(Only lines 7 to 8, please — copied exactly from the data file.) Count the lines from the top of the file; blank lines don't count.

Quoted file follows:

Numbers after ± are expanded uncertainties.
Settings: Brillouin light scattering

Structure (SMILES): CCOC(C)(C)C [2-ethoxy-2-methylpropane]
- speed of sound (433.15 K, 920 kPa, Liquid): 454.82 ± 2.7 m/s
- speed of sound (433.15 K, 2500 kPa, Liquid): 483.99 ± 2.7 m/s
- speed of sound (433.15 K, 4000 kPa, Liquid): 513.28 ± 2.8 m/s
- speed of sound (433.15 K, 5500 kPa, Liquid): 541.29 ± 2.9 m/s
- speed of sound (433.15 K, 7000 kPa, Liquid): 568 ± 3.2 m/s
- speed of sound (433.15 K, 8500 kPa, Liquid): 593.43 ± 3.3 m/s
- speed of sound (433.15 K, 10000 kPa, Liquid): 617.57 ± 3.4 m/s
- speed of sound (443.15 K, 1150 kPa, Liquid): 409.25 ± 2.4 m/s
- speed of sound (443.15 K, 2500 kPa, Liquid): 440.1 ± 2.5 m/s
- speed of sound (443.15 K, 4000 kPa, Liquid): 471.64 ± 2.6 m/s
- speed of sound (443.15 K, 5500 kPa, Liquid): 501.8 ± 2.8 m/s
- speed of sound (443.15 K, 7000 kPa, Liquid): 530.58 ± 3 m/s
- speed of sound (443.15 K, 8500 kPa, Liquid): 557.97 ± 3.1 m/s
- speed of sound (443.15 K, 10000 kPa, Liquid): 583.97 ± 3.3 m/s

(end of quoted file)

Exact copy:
- speed of sound (433.15 K, 5500 kPa, Liquid): 541.29 ± 2.9 m/s
- speed of sound (433.15 K, 7000 kPa, Liquid): 568 ± 3.2 m/s